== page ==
The McVeigh execution is an interesting case study, not only because it presents a large number of victims, but also because it was relatively quick and therefore avoided the long and drawn-out process we see with many executions.

Research, as presented by Death Penalty Information Center finds, “Murder victims’ families hold a variety of views on the death penalty. Studies suggest the death penalty does not bring closure and interferes with their healing process.”

But there is something else I noticed this week in the lead up and aftermath of the execution of Kenneth Smith.

The focus was totally on the execution method and not at all on the victims.

There are a number of issues actually raised here that should be troubling.  One is that the jury voted 11-1 to impose a life sentence.  The judge overrode them.  That’s not legal today, but apparently was not a reason for the court to retroactively rescind the death sentence.

The second issue was the fact that the state tried and failed to execute him previously.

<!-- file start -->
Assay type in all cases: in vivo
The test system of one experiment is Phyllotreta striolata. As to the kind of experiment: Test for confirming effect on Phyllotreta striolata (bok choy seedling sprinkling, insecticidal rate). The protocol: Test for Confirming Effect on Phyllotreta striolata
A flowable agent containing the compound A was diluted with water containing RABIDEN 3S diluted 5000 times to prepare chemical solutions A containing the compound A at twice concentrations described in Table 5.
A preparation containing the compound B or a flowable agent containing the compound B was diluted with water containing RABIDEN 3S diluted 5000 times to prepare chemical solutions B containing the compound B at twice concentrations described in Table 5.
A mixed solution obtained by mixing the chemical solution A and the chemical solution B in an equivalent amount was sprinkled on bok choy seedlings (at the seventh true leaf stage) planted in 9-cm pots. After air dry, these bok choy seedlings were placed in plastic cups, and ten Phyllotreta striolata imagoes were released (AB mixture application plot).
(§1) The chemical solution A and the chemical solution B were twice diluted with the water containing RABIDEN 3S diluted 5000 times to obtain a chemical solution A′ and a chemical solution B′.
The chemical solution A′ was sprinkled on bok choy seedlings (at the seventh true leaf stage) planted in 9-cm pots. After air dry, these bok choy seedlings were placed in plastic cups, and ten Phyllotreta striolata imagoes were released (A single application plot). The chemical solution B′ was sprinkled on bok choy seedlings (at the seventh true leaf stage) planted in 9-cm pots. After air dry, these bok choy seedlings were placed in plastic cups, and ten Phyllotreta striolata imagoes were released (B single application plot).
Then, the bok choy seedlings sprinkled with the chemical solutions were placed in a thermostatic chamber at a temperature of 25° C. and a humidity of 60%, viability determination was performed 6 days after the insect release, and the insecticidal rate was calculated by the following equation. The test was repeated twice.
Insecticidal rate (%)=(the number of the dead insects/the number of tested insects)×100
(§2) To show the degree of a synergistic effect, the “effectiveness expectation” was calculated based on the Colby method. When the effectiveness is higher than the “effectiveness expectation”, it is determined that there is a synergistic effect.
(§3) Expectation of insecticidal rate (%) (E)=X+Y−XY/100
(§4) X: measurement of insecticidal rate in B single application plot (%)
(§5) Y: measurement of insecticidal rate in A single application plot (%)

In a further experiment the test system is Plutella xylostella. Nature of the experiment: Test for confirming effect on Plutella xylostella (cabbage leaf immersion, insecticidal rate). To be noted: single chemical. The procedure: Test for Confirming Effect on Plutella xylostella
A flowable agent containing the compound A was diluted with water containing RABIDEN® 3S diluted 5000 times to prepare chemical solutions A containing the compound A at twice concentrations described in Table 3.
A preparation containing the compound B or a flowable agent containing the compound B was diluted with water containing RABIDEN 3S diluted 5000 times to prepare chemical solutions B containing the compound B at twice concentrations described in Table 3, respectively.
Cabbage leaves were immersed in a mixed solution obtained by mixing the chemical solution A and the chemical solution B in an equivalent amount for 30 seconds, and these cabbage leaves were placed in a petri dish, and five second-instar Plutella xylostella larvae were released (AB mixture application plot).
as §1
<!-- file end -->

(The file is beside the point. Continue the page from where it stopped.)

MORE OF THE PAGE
In her dissent, Justice Sonya Sotomayor noted the failed execution and the impact of his November 2022 botched execution.

“It was Alabama’s third failed execution in a row in five months,” she wrote.

She adds, “Since that day, Smith has suffered from posttraumatic stress. Reliving those hours strapped to the gurney, his medical records confirm worsening bouts of nausea and vomiting over the past few weeks.”

She argued, “Alabama’s untested execution protocol will likely subject him to an unconstitutional risk of cruel and unusual punishment.”

Finally there was the issue that most media focused on—the nitrogen method of execution.

Justice Sonya Sotomayor noted, “Alabama plans to execute Kenneth Eugene Smith tonight by nitrogen hypoxia. That method is untested. Smith is the first person in this country ever to be executed in this way.”